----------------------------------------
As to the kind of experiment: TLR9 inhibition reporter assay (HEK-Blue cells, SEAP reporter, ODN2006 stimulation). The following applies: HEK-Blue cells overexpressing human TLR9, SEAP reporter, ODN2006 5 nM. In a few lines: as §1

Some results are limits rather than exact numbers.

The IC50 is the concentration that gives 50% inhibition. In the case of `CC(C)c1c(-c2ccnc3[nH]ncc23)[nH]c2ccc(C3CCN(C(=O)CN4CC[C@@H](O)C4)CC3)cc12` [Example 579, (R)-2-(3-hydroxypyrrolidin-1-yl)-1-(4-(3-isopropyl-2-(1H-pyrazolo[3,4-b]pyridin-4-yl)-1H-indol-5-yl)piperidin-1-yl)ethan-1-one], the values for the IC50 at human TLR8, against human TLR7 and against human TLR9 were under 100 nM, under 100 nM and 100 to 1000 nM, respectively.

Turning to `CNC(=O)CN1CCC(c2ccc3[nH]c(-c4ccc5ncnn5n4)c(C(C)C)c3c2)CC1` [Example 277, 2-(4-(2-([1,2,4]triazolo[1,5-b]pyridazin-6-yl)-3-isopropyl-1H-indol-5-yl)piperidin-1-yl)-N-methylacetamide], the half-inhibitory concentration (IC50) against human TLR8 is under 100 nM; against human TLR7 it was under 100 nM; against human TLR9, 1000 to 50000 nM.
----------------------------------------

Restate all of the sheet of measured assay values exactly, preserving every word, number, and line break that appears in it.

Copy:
As to the kind of experiment: TLR9 inhibition reporter assay (HEK-Blue cells, SEAP reporter, ODN2006 stimulation). The following applies: HEK-Blue cells overexpressing human TLR9, SEAP reporter, ODN2006 5 nM. In a few lines: as §1

Some results are limits rather than exact numbers.

The IC50 is the concentration that gives 50% inhibition. In the case of `CC(C)c1c(-c2ccnc3[nH]ncc23)[nH]c2ccc(C3CCN(C(=O)CN4CC[C@@H](O)C4)CC3)cc12` [Example 579, (R)-2-(3-hydroxypyrrolidin-1-yl)-1-(4-(3-isopropyl-2-(1H-pyrazolo[3,4-b]pyridin-4-yl)-1H-indol-5-yl)piperidin-1-yl)ethan-1-one], the values for the IC50 at human TLR8, against human TLR7 and against human TLR9 were under 100 nM, under 100 nM and 100 to 1000 nM, respectively.

Turning to `CNC(=O)CN1CCC(c2ccc3[nH]c(-c4ccc5ncnn5n4)c(C(C)C)c3c2)CC1` [Example 277, 2-(4-(2-([1,2,4]triazolo[1,5-b]pyridazin-6-yl)-3-isopropyl-1H-indol-5-yl)piperidin-1-yl)-N-methylacetamide], the half-inhibitory concentration (IC50) against human TLR8 is under 100 nM; against human TLR7 it was under 100 nM; against human TLR9, 1000 to 50000 nM.